Essays / The Pontifical Papers


The advent of election season in Nigeria is, for a sane observer, a tortured exercise in the suspension of disbelief. For those few months, the drama of political convenience opens across the country, wiping off whims of informed politics. A cast of zany characters determined to ingratiate their way into favours with Aso Rock crops up. Their antagonists, equally determined to check them with portents of frightening probabilities, follow suit. Nigeria’s political class – the aggregation of traditional ruling families, the remnants of the 1960s ‘nationalists’, and the military-democratic complex – direct this show behind the curtains. Outwardly, the political class acts disinterested.

friend of the yearStill, this is also the time that Nigeria’s political elites reappear with a rediscovery of their political conscience. Feigning friendship for the masses and concerns for governance, they massage our sensibilities through open letters, public notices, words of advice, and similar expressions of ‘statesmanship’ and ‘concerned citizenship’.

But they present these interventions – to use the term generously – when their words have little or no value to actual governance. For example, the economy may already be in shambles or thousands of lives lost. For people who claim to care about governance, they wait until an administration is in ruins before speaking up. People who do care about governance are critical of the direction of an administration from the first day of its tenure. They engage its policies to prevent damage, and not just to give a post-damage score sheet.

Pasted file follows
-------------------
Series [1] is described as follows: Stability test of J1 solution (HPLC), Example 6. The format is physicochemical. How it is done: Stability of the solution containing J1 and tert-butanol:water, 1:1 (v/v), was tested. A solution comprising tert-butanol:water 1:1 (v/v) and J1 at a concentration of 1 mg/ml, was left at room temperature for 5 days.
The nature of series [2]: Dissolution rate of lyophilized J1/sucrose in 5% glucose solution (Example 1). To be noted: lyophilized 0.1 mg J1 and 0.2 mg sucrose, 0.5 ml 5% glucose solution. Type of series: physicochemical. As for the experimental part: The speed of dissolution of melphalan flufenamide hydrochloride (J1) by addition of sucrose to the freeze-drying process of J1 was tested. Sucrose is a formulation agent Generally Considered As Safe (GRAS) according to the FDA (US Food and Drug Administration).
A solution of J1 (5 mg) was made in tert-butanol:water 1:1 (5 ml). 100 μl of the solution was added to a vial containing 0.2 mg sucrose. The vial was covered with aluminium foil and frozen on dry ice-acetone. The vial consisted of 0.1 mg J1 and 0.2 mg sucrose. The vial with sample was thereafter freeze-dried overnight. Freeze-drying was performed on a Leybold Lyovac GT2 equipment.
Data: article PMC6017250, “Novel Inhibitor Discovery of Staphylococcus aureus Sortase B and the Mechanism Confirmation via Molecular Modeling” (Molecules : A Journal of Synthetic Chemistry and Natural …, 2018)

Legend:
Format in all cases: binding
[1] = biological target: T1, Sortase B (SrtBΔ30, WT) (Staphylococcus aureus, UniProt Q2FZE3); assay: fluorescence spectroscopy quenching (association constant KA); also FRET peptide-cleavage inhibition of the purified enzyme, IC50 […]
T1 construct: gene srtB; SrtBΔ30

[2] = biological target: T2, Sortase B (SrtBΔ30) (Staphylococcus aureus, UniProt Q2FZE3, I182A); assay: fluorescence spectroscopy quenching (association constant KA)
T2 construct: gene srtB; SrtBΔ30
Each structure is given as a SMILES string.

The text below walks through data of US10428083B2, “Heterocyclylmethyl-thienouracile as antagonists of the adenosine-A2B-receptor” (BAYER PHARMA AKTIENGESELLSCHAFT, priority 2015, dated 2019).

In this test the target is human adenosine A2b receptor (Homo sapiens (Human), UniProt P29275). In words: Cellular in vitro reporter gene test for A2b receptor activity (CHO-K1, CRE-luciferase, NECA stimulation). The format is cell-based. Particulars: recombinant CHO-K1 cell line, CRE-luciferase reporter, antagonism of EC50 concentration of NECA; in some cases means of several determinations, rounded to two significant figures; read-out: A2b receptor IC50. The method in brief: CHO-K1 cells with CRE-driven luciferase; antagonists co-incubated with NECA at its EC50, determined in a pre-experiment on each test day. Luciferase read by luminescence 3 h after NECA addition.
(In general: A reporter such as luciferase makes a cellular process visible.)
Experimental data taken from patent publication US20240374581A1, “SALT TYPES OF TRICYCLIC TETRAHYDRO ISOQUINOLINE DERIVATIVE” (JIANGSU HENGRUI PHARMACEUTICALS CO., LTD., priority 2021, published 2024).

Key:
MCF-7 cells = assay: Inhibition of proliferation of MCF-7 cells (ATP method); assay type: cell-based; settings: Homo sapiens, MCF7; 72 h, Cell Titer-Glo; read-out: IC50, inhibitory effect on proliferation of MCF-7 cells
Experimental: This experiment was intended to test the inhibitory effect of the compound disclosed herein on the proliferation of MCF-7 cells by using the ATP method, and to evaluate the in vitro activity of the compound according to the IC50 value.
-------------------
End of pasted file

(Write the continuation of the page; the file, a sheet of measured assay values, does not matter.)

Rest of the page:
But Nigeria’s political elites are more interested in politics than in governance. Immediately after an election, they fade into the background for some two to three years, distanced from policy directions and popular agitations. For example, in the last two years, Nigerians have died from terrorist attacks, militia attacks, military ‘accidents’, police brutality, political and election violence, road and transport accidents, deficient healthcare, migration accidents, deficient public utilities and infrastructure. Rarely did members of the political class speak up on these. They were mute when this administration lacked a cabinet, ordered an arbitrary monetary policy, ignored court orders, and failed to disclose the president’s health status.

READ THE REST in the originally published article here in my monthly column for The Guardian.

Also, watch my interview on this and related issues with Sahara Reporters:

Follow @ayosogunro on twitter for more engagement, buy his books, and—if you really like stimulating, if sometimes annoying thoughts on socio-legal philosophy—enter your email in the right sidebar to get notifications of fresh talk on this fine blog.

Ever wondered about the class structure of Nigerian society? Read the mini-series on the Hierarchy of Nigerian Policy.


One thought on “THE SILENCE OF ‘OUR FRIENDS’ | By Ayo Sogunro

  1. Pingback: THE LAZINESS OF THE NIGERIAN ELITE | by Ayo Sogunro | Ayo Sogunro

What is your comment?

Fill in your details below or click an icon to log in: Logo

You are commenting using your account. Log Out /  Change )

Facebook photo

You are commenting using your Facebook account. Log Out /  Change )

Connecting to %s

This site uses Akismet to reduce spam. Learn how your comment data is processed.